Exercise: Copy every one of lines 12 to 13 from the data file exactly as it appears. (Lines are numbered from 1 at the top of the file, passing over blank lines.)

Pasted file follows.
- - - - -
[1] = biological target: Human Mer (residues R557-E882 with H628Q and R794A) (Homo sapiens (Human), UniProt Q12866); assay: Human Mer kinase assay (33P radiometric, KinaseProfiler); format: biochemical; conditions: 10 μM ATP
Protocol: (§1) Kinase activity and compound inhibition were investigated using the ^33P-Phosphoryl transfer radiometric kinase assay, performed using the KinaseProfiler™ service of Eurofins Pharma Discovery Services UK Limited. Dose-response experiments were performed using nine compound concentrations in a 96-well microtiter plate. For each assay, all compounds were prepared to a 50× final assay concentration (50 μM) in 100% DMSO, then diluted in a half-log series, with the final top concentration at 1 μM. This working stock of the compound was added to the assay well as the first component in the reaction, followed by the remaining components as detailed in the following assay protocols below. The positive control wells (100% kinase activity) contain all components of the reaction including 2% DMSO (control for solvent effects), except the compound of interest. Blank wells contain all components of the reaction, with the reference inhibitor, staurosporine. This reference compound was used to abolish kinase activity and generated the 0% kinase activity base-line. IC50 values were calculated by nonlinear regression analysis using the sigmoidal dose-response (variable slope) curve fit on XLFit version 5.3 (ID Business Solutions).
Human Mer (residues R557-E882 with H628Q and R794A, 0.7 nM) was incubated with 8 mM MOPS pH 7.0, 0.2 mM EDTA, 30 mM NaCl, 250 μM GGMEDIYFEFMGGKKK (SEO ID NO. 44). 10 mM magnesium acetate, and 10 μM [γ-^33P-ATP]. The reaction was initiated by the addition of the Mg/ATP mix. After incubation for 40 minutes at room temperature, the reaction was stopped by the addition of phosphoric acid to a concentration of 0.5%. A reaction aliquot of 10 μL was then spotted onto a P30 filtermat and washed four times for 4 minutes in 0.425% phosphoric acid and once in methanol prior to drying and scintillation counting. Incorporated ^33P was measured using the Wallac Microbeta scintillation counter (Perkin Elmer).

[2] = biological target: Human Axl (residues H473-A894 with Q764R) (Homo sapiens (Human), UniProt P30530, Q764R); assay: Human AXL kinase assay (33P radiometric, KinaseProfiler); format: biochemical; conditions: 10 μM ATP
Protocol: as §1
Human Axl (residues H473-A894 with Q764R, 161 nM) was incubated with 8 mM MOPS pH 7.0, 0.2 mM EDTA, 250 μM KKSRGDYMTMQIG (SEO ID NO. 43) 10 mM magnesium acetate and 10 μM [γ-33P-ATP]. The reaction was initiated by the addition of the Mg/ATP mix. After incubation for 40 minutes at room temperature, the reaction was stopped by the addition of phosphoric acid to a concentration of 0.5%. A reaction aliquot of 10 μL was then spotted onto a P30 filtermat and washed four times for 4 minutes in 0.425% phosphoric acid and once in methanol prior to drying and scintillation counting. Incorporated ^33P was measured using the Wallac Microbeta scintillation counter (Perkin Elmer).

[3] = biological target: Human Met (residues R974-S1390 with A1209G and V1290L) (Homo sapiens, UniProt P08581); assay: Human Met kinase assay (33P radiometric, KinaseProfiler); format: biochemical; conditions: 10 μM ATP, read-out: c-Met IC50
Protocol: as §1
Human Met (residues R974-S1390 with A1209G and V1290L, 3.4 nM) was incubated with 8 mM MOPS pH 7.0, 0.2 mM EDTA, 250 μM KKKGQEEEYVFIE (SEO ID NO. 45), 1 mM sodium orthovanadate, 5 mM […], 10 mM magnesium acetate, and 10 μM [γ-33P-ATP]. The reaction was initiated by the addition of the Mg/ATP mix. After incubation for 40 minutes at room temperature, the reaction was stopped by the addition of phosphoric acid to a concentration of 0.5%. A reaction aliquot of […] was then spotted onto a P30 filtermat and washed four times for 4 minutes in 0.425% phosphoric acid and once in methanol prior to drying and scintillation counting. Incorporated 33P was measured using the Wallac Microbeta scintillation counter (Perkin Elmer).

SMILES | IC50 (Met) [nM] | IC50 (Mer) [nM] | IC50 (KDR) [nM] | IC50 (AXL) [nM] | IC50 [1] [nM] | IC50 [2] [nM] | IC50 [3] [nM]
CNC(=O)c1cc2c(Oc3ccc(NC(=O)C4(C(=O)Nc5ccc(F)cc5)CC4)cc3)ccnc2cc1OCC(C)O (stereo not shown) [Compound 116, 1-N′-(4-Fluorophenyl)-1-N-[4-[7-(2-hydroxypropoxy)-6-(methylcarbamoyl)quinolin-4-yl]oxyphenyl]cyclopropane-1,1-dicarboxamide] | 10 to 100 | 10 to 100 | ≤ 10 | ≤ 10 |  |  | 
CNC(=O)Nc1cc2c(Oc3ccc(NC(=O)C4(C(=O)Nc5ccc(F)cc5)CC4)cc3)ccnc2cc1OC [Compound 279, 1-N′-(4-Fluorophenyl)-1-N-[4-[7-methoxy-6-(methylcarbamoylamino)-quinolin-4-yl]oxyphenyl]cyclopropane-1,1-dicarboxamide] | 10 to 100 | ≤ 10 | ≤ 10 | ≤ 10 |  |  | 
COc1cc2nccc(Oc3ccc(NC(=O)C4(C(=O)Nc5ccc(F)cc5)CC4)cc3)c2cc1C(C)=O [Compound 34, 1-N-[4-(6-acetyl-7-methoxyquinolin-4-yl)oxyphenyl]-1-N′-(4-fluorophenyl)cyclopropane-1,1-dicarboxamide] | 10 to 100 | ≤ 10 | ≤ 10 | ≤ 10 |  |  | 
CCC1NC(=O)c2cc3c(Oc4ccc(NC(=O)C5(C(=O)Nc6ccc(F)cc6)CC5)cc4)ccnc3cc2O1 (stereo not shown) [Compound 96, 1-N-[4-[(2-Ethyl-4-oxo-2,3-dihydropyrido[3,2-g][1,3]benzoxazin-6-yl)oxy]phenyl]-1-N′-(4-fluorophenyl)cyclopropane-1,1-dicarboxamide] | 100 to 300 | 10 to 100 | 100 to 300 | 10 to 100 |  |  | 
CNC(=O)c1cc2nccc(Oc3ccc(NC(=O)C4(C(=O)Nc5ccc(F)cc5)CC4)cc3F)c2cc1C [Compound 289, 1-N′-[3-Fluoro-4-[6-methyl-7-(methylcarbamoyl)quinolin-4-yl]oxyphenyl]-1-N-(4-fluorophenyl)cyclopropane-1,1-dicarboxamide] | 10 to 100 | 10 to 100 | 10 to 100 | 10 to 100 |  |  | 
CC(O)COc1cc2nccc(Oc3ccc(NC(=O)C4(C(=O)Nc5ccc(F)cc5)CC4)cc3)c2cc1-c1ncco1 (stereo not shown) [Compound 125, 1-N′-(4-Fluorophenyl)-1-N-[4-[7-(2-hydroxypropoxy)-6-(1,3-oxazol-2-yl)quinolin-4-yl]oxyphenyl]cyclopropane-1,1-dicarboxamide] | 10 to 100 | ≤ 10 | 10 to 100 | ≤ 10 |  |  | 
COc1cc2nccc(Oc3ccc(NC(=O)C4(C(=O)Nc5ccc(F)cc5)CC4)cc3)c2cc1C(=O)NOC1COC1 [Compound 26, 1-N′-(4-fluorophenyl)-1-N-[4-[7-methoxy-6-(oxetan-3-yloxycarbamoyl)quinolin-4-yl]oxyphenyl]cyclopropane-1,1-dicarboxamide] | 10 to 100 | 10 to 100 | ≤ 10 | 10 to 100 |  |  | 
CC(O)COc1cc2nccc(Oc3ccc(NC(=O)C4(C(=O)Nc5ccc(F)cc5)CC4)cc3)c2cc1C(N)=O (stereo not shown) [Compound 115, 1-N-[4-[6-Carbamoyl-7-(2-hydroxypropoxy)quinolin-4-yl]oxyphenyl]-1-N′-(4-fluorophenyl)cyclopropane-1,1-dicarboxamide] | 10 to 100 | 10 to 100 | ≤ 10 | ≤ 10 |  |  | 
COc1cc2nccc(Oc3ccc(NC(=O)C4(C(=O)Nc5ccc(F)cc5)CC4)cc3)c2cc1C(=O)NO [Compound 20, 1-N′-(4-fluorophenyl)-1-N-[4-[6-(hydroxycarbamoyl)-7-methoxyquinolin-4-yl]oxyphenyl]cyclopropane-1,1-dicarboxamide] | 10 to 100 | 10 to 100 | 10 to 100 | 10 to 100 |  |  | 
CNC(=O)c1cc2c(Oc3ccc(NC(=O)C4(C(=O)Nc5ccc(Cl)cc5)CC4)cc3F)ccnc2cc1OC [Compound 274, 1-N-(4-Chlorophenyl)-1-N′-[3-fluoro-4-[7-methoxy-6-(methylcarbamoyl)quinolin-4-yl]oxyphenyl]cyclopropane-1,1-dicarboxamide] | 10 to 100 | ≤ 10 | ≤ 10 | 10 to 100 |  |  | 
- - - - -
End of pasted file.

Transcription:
CNC(=O)Nc1cc2c(Oc3ccc(NC(=O)C4(C(=O)Nc5ccc(F)cc5)CC4)cc3)ccnc2cc1OC [Compound 279, 1-N′-(4-Fluorophenyl)-1-N-[4-[7-methoxy-6-(methylcarbamoylamino)-quinolin-4-yl]oxyphenyl]cyclopropane-1,1-dicarboxamide] | 10 to 100 | ≤ 10 | ≤ 10 | ≤ 10 |  |  | 
COc1cc2nccc(Oc3ccc(NC(=O)C4(C(=O)Nc5ccc(F)cc5)CC4)cc3)c2cc1C(C)=O [Compound 34, 1-N-[4-(6-acetyl-7-methoxyquinolin-4-yl)oxyphenyl]-1-N′-(4-fluorophenyl)cyclopropane-1,1-dicarboxamide] | 10 to 100 | ≤ 10 | ≤ 10 | ≤ 10 |  |  | 